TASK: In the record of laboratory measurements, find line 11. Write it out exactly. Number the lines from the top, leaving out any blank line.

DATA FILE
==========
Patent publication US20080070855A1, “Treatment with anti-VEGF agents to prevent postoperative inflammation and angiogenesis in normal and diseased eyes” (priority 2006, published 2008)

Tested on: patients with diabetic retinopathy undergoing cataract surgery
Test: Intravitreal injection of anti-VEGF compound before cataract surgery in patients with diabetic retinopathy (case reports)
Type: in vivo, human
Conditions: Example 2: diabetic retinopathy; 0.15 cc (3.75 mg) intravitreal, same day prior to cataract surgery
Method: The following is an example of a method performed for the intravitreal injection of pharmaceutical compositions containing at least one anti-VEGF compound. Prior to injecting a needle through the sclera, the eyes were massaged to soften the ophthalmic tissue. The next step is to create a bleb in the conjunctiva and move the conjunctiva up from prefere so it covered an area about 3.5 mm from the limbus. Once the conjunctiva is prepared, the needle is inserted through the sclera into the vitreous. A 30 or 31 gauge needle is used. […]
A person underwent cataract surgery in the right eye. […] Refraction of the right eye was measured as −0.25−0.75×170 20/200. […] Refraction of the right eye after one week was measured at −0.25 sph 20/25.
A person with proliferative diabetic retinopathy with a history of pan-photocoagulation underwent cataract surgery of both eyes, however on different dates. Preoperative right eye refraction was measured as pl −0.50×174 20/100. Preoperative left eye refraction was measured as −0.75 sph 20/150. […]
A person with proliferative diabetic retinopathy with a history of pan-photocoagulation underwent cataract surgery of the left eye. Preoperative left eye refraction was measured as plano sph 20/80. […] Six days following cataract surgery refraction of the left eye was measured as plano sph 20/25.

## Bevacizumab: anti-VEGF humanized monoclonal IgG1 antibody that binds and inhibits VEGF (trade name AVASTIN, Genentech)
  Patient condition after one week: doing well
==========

  Patient condition after one week: doing well